A3: Ezekiel is to groan with a breaking heart and bitter grief over this prophecy as a sign to what the exiles would do when they received the news of Jerusalem's destruction. This speaks of the certainty of the judgment.

A4: The sword is for slaughtering the people in Jerusalem, even the princes and King [Zedekiah] of Israel. Ezekiel was to wail and beat his breast - both of which are signs of grief. Ezekiel and God will smack their hands in derision as the Babylonians strike with their swords until God's wrath is satisfied.

A5: God is sovereign and can even work through the deluded religious beliefs of kings and nations. The Bible Knowledge Commentary of the O.T. by Walvoord and Zuck, ©1985, p. 1268 says that casting lots with the arrows was like drawing straws; the first arrow with the name of the city drawn would be the city they would attack. Consulting the idols may have been a way they thought they could contact dead spirits to get their advice.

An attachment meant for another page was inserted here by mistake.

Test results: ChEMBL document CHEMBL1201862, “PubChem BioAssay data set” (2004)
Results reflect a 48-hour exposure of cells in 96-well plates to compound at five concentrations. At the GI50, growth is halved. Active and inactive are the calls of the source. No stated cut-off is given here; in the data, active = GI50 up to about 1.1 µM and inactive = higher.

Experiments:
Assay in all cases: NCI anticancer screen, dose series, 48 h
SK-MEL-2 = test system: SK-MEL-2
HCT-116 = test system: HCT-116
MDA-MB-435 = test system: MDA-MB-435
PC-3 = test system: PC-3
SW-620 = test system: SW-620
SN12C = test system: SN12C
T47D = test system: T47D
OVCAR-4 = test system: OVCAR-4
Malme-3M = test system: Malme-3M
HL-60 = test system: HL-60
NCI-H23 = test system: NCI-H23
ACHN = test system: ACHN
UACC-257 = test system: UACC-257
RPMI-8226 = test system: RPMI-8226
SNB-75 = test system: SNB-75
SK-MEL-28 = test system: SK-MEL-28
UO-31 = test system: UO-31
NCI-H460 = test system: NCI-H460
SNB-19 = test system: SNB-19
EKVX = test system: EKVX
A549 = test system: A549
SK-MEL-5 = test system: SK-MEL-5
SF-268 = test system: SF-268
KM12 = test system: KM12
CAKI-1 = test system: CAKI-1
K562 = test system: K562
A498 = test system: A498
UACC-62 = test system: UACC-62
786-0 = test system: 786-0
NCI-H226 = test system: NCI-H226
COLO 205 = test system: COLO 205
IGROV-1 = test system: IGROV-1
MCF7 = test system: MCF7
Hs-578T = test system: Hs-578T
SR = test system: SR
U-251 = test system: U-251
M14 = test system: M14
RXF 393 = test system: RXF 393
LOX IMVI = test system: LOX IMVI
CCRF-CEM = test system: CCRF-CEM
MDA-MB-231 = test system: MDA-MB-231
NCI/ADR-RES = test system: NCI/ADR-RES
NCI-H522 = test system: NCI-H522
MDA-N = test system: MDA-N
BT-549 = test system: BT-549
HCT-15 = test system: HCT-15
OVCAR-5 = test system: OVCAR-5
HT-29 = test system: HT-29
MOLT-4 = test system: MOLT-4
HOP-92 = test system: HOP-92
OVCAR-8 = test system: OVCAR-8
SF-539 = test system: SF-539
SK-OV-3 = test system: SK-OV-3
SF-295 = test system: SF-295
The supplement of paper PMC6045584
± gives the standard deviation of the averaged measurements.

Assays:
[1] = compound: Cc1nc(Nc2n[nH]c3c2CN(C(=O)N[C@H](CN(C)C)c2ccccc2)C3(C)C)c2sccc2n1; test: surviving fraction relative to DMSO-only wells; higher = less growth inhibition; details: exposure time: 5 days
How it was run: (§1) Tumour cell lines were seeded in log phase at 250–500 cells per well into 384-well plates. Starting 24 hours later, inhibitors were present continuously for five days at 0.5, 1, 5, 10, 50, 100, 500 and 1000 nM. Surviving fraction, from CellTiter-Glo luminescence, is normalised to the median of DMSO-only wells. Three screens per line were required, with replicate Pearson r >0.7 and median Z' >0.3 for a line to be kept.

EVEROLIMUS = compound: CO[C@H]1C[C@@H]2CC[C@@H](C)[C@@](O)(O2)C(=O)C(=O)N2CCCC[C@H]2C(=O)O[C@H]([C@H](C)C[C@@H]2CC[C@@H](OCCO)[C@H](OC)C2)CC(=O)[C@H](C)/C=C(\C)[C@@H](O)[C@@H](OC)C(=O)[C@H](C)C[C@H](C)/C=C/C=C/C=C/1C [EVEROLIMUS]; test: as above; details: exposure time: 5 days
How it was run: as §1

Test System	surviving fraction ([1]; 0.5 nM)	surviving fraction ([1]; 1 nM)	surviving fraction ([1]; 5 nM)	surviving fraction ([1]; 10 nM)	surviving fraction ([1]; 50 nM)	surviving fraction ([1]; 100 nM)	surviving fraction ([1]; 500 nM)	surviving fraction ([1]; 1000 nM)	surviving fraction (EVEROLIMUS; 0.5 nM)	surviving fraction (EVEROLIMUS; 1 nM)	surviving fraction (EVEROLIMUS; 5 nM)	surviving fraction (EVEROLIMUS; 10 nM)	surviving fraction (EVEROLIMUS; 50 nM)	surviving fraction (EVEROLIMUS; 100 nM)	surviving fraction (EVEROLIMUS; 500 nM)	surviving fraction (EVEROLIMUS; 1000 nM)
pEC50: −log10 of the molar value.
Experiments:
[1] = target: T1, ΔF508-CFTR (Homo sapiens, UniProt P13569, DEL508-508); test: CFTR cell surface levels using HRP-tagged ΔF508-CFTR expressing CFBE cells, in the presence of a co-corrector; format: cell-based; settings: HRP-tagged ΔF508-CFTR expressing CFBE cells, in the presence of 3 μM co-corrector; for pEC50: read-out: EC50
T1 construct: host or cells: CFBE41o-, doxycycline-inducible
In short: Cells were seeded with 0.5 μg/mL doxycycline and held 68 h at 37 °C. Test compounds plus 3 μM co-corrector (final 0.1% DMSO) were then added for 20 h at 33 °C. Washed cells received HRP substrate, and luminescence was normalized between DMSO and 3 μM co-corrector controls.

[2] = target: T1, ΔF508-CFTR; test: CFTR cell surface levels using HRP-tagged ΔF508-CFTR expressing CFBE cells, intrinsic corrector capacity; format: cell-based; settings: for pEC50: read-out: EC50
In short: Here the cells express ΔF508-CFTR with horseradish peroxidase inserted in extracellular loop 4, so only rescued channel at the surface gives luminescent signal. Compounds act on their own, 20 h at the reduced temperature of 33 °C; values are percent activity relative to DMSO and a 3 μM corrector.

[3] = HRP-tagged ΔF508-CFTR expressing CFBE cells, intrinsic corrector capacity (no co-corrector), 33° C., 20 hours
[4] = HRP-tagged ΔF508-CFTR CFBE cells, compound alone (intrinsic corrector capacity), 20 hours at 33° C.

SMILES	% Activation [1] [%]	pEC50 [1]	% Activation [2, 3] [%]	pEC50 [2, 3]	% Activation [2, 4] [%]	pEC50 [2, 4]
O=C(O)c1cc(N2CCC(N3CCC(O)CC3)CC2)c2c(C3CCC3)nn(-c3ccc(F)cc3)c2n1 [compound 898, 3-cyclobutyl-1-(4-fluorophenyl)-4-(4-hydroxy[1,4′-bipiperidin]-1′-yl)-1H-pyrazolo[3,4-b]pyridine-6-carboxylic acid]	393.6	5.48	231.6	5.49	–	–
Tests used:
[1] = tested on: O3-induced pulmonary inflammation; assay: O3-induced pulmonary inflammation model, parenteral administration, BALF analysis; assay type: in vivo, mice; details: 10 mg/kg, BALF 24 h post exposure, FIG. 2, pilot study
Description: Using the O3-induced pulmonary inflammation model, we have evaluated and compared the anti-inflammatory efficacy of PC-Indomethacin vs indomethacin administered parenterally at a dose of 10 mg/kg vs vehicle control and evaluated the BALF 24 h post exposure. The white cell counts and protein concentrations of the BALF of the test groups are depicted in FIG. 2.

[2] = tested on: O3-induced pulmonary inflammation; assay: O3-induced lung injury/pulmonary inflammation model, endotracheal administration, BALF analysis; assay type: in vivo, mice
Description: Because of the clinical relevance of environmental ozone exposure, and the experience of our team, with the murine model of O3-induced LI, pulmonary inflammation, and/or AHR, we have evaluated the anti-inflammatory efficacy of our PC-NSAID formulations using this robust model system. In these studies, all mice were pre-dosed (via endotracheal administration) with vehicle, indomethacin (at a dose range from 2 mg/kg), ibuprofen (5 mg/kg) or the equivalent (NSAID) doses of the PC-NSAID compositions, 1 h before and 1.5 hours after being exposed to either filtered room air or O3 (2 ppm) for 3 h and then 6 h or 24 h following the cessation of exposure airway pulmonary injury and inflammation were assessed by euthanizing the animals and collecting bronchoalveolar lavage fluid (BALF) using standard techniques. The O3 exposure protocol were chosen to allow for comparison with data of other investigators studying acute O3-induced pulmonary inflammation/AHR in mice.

Examining the liver was a form of divination known as hepatoscopy. The shape and markings of the liver of a sacrificed animal were studied by soothsayers [fortune tellers or false prophets] to see if a proposed plan was favorable or not.

A6: It will seem to the Jews in Jerusalem to be a false omen for they believed they were in a secure fortress. They would find out differently when they would be carried captive to Babylon. The high priest would be disrobed and the crown would be removed from Zedekiah and he, too, would be taken captive. No one would rightfully take his throne until Jesus takes it someday.

A7: The Ammonites, too, despite their false visions and divinations, would be destroyed, slaughtered by the sword, and never to rise again as a kingdom. The same fiery type of judgment leveled against Jerusalem would come against Ammon.

Lessons to Live by:

  • God uses even ungodly nations to accomplish his purposes.
  • God disciplines his people (those who have a covenant relationship with him). He offers mercy and forgiveness (more...), but he does not let them get away with sin forever.
  • Other nations that are guilty of wickedness will also be punished.
  • Someday Jesus will rule and reign in Jerusalem.